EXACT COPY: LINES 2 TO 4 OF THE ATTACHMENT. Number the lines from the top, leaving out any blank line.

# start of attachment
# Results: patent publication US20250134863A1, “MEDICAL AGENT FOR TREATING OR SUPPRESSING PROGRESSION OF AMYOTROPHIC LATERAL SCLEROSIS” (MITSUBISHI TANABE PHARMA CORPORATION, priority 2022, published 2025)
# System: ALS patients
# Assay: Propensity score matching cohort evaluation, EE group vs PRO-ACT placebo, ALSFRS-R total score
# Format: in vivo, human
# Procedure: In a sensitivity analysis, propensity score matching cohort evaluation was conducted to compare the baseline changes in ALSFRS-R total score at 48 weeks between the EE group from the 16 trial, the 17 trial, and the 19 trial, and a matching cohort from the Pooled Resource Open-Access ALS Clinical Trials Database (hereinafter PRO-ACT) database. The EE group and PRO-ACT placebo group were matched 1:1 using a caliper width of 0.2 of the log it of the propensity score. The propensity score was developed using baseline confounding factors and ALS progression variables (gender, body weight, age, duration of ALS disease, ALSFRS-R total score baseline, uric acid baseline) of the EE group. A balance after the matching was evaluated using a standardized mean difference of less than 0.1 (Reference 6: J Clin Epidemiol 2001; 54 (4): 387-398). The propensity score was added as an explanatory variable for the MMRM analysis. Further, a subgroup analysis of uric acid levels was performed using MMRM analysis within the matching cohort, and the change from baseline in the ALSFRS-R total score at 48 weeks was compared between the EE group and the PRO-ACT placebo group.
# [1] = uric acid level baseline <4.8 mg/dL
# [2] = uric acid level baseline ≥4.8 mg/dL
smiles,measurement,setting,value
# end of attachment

# System: ALS patients
# Assay: Propensity score matching cohort evaluation, EE group vs PRO-ACT placebo, ALSFRS-R total score
# Format: in vivo, human